A nurse who cared for Professor Stephen Hawking has been struck off the nursing register after the Nursing and Midwifery Council found her guilty of misconduct.
61-year-old Patricia Dowdy was previously suspended on an interim basis and began her hearing on 11 February. The council ruled that Dowdy had 'failed to provide the standards of good, professional care that we expect and Professor Hawking deserved'.
She worked with the famous scientist and author for 15 years, until his death last year at the age of 76. At the time of his passing, Hawking had been living with motor neurone disease for 50 years.
Dowdy had been charged with dishonesty, failing to provide appropriate care, not possessing the correct qualifications, financial misconduct, and failing to co-operate with the NMC.
Professor Stephen Hawking giving a talk in 2016. Credit: PA
Matthew McClelland, the NMC's director of Fitness to Practise, said: "The panel has found Mrs Dowdy failed to provide the standards of good, professional care that we expect and Professor Hawking deserved.
"As a result, Mrs Dowdy will no longer be able to practise as a nurse.
"As the public rightly expects, in serious cases such as this - where a nurse has failed in their duty of care and has not been able to evidence to the panel that they have learned from their mistakes and be fit to practise - we will take action.
"We have remained in close contact with the Hawking family throughout this case and I am grateful to them - as they approach the anniversary of Professor Hawking's death - and others for sharing their concerns with us.
"My thoughts are with the family at this difficult time."
Hawking wrote many books during his long scientific career. Credit: PA
The NMC also issued a statement on behalf of Stephen Hawking's family. A spokesperson said: "They had complete confidence in the NMC, and their thorough investigation, and trusted they would come to an independent conclusion based on the facts in the case."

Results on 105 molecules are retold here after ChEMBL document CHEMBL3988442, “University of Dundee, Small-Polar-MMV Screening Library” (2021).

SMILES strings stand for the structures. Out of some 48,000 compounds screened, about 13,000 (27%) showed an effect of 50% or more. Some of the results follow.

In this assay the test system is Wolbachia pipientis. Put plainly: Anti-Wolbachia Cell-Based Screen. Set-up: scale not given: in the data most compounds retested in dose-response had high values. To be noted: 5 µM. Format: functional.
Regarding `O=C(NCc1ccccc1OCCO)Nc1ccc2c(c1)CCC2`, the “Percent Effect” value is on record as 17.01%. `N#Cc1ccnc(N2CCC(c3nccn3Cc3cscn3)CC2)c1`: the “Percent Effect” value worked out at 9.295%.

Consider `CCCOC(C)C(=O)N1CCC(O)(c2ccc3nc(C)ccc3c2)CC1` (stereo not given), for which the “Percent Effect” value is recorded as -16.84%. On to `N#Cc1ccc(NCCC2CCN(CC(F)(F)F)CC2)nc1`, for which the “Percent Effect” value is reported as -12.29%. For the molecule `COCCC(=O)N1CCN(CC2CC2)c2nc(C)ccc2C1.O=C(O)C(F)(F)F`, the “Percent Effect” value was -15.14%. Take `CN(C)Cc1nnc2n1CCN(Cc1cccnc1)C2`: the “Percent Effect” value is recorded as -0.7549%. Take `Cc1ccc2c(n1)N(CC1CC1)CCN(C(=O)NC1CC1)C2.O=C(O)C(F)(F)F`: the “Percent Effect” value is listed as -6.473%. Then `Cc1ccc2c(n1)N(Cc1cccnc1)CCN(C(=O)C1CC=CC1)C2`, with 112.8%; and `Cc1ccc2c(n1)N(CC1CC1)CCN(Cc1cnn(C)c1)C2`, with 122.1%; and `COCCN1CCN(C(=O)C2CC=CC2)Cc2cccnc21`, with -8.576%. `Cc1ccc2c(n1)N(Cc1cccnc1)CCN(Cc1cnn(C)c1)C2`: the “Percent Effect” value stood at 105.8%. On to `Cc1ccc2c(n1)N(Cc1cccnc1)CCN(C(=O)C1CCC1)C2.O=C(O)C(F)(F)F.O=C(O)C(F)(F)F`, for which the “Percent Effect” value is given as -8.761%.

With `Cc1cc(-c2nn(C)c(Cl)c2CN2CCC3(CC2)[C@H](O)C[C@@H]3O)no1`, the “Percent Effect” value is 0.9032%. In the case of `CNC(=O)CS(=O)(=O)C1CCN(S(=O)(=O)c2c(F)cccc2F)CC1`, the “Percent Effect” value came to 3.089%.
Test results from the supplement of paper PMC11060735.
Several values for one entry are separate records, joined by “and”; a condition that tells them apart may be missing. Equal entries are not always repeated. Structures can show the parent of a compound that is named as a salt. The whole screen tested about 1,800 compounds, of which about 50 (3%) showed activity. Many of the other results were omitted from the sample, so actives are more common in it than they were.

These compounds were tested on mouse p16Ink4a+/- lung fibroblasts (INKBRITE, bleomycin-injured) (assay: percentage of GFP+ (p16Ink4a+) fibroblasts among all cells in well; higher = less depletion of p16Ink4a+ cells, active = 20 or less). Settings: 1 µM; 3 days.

Despite his long and well-publicised battle with illness, Hawking became one of the most prominent and recognisable figures in the world of science. As well as his work with Cambridge University, he also wrote several successful books, including 'A Brief History of Time'.
The decision to investigate Dowdy was allegedly taken after Hawking's family lodged a complaint against her. The tribunal was held in secret to respect the needs of the individuals involved rather than serve the public interest.
Hawking's daughter Lucy and son Timothy attend his funeral in 2018. Credit: PA
When the hearing commenced last month, McClelland had said: "Our legislation and guidance is very clear that hearings will usually take place in public.
"In some cases, including this particular case, there are reasons why this may not always happen - due to the health of those involved in the case, or that the allegations are related to a health condition of the nurse or midwife.
"Public interest is always considered but the panel must always put the individual needs of all those involved, including families, patients, nurses, midwives and nursing associates, first."
The hearing was held at the NMC headquarters in London.
Featured Image Credit: PA